Anyway, David Feige has outlined what he thinks will happen at KSM's trial.
...KSM's lawyers will make all the arguments there are to make: They'll allege a violation of KSM's right to a speedy trial, claiming that the years he spent in CIA detention and Gitmo violated this constitutional right. They'll seek suppression of KSM's statements, arguing (persuasively) that the torture he endured—sleep deprivation, noise, cold, physical abuse, and, of course, 183 water-boarding sessions—make his statements involuntary. They will insist that everything stemming from those statements must be suppressed, under the Fourth Amendment, as the fruit of the wildly poisonous tree. They will demand the names of operatives and interrogators, using KSM's right to confront the witnesses against him to box the government into revealing things it would prefer to keep secret—the identities of confidential informants, the locations of secret safe houses, the names of other inmates and detainees who provided information about him, and a thousand other clever things that should make the government squirm. The defense will attack the CIA, FBI, and NSA, demanding information about wiretapping and signal intelligence and sources and methods. They'll move to dismiss the case because there is simply no venue in the United States in which KSM can get a fair trial.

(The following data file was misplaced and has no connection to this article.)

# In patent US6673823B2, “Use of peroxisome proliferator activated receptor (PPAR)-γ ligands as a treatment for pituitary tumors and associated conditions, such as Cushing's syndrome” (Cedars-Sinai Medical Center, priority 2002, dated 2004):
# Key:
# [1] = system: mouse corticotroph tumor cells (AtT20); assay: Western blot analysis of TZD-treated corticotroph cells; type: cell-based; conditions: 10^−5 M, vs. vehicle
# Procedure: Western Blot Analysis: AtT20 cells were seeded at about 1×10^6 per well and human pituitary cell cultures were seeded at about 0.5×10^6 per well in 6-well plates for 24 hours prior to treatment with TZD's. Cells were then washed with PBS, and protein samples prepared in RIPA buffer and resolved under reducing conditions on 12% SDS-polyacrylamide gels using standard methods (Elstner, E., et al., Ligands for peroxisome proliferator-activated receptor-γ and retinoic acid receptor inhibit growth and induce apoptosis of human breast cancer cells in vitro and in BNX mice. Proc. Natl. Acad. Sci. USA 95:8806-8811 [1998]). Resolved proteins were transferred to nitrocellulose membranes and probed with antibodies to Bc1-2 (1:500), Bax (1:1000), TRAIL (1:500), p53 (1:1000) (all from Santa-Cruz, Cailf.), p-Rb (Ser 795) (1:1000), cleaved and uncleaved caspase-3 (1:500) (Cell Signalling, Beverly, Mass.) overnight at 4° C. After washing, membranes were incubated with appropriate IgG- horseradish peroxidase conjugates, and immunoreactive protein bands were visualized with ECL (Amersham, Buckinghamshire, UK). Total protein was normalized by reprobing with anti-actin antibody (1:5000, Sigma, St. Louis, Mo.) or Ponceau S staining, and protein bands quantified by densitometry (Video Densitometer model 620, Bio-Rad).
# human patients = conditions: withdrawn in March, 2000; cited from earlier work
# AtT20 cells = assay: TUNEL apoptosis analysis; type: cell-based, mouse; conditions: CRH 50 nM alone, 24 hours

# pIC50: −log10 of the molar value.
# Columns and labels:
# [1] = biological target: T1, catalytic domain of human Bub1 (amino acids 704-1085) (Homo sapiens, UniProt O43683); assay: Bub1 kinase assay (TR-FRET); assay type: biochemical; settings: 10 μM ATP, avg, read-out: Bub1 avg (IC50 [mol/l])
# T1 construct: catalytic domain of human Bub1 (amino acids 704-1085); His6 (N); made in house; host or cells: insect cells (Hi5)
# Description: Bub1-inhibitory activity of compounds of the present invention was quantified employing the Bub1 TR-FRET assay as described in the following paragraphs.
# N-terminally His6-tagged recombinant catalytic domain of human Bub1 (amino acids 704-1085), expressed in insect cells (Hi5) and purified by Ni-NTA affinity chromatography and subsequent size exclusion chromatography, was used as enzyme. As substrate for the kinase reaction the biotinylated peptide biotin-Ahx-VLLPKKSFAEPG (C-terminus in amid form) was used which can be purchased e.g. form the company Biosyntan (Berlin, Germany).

I'm totally with him so far. However, Feige then goes on to argue that politics will intervene, the motions to suppress and dismiss will all be denied, information will be suppressed due to the state secrets argument, and the whole legal system for prosecuting terrorists in federal courts will be rendered a sham court and provide the government with a license to torture.
So, which, I suppose is possible. But runs counter to how the courts have treated the other associated arguments about the imprisonment and treatment of the Guantanamo detainees thus far. The lawyers for the Guantanamo detainees have been very successful at winning habeas petitions and it's not like the courts have been particularly receptive to the state secrets argument. And these rulings aren't confined to liberal judges--plenty of conservative judges have ruled against the DoJ. So, why would the rest of the judiciary just roll over when it comes to KSM's trial? Does Feige believe that the "Look, 9/11! Evil terrorists!" line is somehow going to be an effective argument now?